At the start of January, returning Stanford students were greeted by the sight of a full Lake Lagunita. After weeks of rain storms across the Bay Area, the water level at Lake Lag rose steadily over winter break, transforming the barren basin at the back of the campus into a beautiful lake. Despite an announcement discouraging “recreational activities,” students soon started paddling, cycling, and swimming through the lake, making it a lively center of leisure at all times of the day.
For a school plagued by a crisis in fun, the return of Lake Lag and students’ defiance of school rules to enjoy themselves seemed to be a return to the irreverent Stanford of years past. However, despite the enthusiastic joy of the student body at the sight of a refilled lake, there had been little discussion on the future of Lake Lag. Other than the aforementioned announcement and a statement passed to the Daily, there were no other communications from the school. Surprisingly, there has been no student movement campaigning to keep the lake full.
This lack of discussion is especially surprising when a full Lake Lag brought to light the real reason it’s empty... We had known that Lake Lag was drained for its impact on the endangered tiger salamanders—or so we thought until a statement passed to and published in the Daily showed otherwise. University spokeswoman Luisa Rappor said, “tiger salamanders […] are not the reason why the reservoir is not filled to former recreational levels.” Instead, the pause on artificially maintaining water levels in Lake Lag was because “[it] would put excessive strain on declining steelhead trout populations” in the San Francisquito Creek (a tributary that flows from the Portola Valley into the Bay). The university argues that filling the lake would cause San Francisquito Creek’s water level to decline.
This statement implies a notable change in the discussion of refilling Lake Lag. For once, the crux of this issue rests not on the status of Lake Lag being full or empty, but on the means by which Lake Lag is filled. Indeed, in the same article, the author notes explicitly that “the plan does not address whether alternative sources could be used to fill Lake Lag for recreational activities.”
Instead of tackling the moral question of threatening endangered tiger salamanders with the happiness of students, we are instead presented with a more approachable question of scarcity and economics, of apportioning water resources and our means of obtaining them optimally. The question of refilling Lake Lag now becomes one of cost rather than ethics.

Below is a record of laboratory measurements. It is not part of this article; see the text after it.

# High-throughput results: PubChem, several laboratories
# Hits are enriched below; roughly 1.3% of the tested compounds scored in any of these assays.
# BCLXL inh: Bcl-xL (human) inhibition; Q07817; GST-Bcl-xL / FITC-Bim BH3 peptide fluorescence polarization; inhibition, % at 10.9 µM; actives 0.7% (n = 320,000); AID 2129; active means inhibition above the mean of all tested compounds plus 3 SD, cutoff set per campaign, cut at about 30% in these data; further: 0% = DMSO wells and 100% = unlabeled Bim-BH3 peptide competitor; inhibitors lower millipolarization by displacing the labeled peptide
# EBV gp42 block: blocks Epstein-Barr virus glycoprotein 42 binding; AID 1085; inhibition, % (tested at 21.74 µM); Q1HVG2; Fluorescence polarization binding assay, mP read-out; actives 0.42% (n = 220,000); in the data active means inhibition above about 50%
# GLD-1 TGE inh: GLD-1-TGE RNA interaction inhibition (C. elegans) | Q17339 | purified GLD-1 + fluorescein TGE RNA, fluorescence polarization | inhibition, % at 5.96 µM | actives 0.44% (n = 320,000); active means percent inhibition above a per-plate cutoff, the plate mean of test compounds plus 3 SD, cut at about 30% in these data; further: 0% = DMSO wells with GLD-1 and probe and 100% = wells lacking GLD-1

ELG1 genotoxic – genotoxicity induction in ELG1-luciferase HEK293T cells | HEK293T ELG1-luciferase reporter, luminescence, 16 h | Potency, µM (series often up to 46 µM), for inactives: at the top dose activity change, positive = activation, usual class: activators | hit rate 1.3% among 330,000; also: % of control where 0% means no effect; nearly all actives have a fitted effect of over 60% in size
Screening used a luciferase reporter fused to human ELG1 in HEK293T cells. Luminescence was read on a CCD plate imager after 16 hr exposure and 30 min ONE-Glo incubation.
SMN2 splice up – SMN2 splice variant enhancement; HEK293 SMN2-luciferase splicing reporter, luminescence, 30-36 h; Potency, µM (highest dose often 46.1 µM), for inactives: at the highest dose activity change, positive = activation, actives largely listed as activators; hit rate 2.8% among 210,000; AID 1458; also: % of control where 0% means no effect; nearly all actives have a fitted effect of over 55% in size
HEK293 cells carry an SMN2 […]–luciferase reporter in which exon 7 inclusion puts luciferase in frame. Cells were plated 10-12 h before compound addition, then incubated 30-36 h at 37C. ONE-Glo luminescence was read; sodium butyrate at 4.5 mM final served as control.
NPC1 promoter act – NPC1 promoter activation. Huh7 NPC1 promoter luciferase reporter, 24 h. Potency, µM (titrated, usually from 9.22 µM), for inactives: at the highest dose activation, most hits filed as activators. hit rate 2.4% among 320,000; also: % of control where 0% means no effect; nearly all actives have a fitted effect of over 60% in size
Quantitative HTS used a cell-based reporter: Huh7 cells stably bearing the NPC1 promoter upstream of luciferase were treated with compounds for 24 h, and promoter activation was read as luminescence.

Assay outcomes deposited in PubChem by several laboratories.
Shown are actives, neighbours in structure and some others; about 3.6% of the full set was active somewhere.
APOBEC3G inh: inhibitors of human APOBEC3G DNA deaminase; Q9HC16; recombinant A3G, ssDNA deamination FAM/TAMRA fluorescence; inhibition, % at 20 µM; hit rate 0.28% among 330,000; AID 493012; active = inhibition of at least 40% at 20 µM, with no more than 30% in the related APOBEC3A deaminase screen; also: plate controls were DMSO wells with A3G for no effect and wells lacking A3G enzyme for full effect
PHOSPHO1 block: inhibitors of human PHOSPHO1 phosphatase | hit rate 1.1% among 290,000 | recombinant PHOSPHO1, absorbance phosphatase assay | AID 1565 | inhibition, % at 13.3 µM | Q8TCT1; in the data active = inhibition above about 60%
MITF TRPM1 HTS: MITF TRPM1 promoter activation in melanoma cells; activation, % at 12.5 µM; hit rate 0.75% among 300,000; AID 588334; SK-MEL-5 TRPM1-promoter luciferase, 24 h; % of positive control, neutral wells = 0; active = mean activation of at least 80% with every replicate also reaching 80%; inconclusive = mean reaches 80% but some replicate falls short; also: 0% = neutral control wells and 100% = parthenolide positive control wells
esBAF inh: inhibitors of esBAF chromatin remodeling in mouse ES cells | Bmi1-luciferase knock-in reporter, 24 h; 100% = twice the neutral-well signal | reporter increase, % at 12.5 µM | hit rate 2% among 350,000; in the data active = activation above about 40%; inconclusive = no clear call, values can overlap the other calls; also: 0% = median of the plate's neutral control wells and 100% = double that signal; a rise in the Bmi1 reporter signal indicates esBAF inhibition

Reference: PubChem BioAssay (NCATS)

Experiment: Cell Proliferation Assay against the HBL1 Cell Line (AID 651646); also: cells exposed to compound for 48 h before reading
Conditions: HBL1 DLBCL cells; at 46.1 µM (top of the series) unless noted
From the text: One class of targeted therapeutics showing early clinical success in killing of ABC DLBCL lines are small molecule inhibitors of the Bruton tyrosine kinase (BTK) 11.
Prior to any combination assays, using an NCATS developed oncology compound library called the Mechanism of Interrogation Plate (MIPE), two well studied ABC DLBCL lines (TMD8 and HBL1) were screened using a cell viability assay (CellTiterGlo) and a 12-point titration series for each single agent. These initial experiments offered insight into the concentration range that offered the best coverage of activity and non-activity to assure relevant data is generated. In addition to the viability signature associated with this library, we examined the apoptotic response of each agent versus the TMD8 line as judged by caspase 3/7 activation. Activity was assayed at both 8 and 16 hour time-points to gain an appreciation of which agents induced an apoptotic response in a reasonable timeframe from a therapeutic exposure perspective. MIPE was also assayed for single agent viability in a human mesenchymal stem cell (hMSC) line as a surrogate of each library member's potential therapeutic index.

In my unqualified opinion, I would be willing to suggest a few likely—but possibly deficient—methods of diverting water to Lake Lag. For one, if given a poll of all current students, I would wager that many would prefer to fill Lake Lag over watering several of Stanford’s less frequented gardens. If it’s prioritized, a campaign of triaging outdoor water use can divert water to Lake Lag. The “loss of 500 gallons of water a minute” through the floor of Lake Lag is concerning, but this might be a great way to put dirty water to use... another possibility may be the diversion of campus wastewater to Lake Lag. Sure, that would not be appealing, but it is already rumored that the current lake was refilled by sewer water, and it is established that wetlands could work to filter wastewater.
However, we need not be paralyzed over the exact details of such a plan—this can be resolved at a later date. Instead, what we need is to start demanding that Lake Lag is saved and incorporated it as an integral part of campus.
The positives of a refilled Lake Lag are innumerable. Already, the social effects of the refilled lake and its improvement of student life had been apparent—everyone loves to hang out near (or even on) the lake. Official recognition of the filled lake as a lasting part of the campus can provide university-approved and supported social events for a larger number of students. The refilled lake would also bring these recreational and social benefits to not only the student body and wider campus community but even to residents of the surrounding communities like Palo Alto and Menlo Park.
Beyond social life, there are many other practical reasons for restoring Lake Lag. A simple trip to the lake shows the return of wildlife, with the croaking of frogs and the sight of waterfowl. Further, it could also be a useful tool in fighting ongoing drought or January rainstorms. In the future, Lake Lag can act as a reservoir to alleviate rainstorms and prevent flood damage in surrounding areas. It might also be handy during California’s dry summers or fire seasons.
The ultimate question behind refilling Lake Lag is not in the economic calculation, but in the lack of student interest in working towards a fun Stanford. We can’t reasonably argue for a fun, irreverent Stanford if we must rely on directions from the school administration. If we as a student body are concerned for student life and still capable of undirected social action, it is imperative for us to save Lake Lag.